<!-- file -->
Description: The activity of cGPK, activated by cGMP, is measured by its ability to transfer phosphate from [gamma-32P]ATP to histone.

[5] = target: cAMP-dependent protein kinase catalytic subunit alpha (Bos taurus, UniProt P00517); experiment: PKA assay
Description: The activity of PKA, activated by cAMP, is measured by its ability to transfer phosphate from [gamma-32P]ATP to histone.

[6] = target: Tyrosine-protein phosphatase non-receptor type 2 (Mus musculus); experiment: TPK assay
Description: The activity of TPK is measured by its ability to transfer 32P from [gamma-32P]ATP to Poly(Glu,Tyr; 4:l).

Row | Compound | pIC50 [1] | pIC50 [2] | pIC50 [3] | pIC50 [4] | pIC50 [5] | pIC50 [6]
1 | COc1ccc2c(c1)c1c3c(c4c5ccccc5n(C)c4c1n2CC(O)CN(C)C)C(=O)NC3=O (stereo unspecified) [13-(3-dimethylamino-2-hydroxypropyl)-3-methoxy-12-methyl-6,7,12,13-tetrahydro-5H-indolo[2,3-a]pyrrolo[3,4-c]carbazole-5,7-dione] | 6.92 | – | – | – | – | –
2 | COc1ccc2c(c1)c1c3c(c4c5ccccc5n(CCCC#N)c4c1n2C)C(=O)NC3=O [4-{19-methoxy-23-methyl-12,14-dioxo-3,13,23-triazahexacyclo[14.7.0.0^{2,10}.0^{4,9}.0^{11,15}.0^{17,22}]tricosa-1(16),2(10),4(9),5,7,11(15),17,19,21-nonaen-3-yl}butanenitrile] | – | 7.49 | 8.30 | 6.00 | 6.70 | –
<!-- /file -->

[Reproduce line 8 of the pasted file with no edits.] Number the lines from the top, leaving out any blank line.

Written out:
2 | COc1ccc2c(c1)c1c3c(c4c5ccccc5n(CCCC#N)c4c1n2C)C(=O)NC3=O [4-{19-methoxy-23-methyl-12,14-dioxo-3,13,23-triazahexacyclo[14.7.0.0^{2,10}.0^{4,9}.0^{11,15}.0^{17,22}]tricosa-1(16),2(10),4(9),5,7,11(15),17,19,21-nonaen-3-yl}butanenitrile] | – | 7.49 | 8.30 | 6.00 | 6.70 | –